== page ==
(Headline USA) The leader of Michigan‘s Republican Party referred to Gov. Gretchen Whitmer and two other top Democratic elected woman as “witches” that the GOP wants to “soften up” for a “burning at the stake” in the 2022 election.
Ron Weiser’s statements Thursday during a local Republican meeting, which are on video, were first reported by the Detroit News on Friday.
Weiser, who also is an elected member of the University of Michigan Board of Regents, said multiple times that the party is focused on defeating “three witches” — a reference to Whitmer, state Attorney General Dana Nessel and Secretary of State Jocelyn Benson, who are up for reelection in 2022.
“Our job now is to soften up those three witches and make sure that when we have good candidates to run against them that they are ready for the burning at the stake,” he said. “Maybe the press heard that, too.”
Whitmer, whose coronavirus lockdown last year led armed demonstrators to protest, became the target of an alleged kidnapping plot by anti-government extremists whose ringleader initially talked of recruiting 200 men to storm the state Capitol, take hostages and “execute tyrants,” according to investigators.
She has come under sharp criticism for her extreme lockdown mandates, while causing a nursing home scandal by forcing vulnerable elderly being mixed with those infected with COVID, that some say is worse than New York Gov. Andrew Cuomo’s scandal.
Whitmer and Nessel also attempted to punish business owners criminally for resisting the lockdowns.
Whitmer also sought the disbarment of lawyers, including Sidney Powell, who challenged the legitimacy of Michigan’s votes in the 2020 presidential election.
As for Benson, a Michigan court recently determined that she broke the law by ordering the sending of absentee ballots to all registered voters before the 2020 election.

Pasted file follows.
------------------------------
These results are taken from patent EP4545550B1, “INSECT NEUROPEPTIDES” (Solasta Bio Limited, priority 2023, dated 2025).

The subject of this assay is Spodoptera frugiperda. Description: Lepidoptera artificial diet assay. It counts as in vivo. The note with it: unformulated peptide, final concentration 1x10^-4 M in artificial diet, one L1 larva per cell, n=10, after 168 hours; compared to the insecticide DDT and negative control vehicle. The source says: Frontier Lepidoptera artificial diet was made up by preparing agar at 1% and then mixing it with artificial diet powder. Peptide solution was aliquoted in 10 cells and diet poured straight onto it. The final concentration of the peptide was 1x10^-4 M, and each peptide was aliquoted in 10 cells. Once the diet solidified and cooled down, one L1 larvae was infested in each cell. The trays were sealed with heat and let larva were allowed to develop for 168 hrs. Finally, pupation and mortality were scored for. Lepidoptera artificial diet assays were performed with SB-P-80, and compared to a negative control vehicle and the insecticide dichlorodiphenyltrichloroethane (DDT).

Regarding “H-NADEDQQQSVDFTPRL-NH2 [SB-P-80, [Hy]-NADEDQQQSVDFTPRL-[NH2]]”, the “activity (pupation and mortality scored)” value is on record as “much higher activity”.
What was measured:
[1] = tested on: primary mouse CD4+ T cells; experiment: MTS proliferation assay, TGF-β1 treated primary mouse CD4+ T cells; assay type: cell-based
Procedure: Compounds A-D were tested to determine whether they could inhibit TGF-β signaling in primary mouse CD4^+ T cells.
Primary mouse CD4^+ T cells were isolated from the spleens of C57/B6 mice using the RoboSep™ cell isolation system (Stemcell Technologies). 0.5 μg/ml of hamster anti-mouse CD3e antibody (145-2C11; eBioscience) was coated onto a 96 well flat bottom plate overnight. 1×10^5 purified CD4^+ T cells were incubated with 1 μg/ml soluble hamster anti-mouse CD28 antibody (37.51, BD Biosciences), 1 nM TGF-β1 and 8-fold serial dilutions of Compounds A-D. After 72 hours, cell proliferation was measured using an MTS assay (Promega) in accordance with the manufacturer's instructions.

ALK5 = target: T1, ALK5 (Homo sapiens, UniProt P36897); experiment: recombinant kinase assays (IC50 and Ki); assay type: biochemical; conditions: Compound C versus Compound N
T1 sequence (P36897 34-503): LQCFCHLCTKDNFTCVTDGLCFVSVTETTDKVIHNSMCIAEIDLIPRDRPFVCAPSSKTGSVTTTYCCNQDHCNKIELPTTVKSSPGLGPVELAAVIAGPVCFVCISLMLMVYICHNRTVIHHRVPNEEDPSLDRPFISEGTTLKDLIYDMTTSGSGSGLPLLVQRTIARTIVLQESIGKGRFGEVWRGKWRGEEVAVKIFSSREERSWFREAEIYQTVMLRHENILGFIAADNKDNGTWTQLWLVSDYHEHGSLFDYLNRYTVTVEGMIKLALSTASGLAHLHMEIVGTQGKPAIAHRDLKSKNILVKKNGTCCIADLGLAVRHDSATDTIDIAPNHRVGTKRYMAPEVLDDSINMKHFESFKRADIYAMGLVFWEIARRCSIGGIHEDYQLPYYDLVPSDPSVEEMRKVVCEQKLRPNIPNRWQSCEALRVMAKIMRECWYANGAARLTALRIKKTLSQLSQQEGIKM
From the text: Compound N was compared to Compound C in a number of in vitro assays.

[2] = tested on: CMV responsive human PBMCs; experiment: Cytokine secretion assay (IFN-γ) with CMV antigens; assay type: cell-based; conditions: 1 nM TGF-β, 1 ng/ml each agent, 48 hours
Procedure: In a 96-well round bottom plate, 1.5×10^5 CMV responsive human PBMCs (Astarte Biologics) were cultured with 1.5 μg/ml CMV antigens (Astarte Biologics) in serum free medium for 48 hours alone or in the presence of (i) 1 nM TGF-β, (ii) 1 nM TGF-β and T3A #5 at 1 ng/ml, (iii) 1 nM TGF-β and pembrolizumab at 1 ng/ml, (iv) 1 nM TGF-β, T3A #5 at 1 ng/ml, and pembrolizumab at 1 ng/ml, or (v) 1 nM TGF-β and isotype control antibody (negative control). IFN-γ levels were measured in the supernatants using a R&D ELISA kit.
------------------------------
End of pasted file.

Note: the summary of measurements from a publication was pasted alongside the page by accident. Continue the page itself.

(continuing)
Some in the crowd appeared to demand that the party cut off support for Upton and Meijer, who were among 10 House Republicans who voted to impeach Trump over the siege at the U.S. Capitol.
Someone asked Weiser about “witches in our own party.”
He said: “Ma’am, other than assassination, I have no other way other than voting out. OK? You people have to go out there and support their opponents. You have to do what you need to get out the vote in those areas. That’s how you beat people.”
Weiser’s spokesman, Ted Goodman, said Weiser made it clear that it is up to voters to determine GOP nominees through the primary process.
Weiser, a major Republican donor, personally gave money to both Upton, a longtime congressman, and Meijer — now a freshman representative — in 2020.
Goodman did not address Weiser’s “witches” comment.
Bobby Leddy, a spokesman for Whitmer, said such rhetoric is “destructive and downright dangerous” given the increase in death threats against elected officials, the kidnapping charges and the Capitol siege.
GOP co-chair Meshawn Maddock tweeted that calling someone a witch is not misogynist, accusing the media of seeing misogyny “where it doesn’t exist.”
Nessel seemed to take the witches comment in stride, tweeting an altered photo depicting her, Whitmer and Benson wearing witch hats and writing; “Witches who magically decrease COVID spread, increase voter turnout and hold sexual predators accountable without any help from the legislature? Sign me up for that coven. Do better, Michigan GOP.”
Adapted from reporting by Associated Press.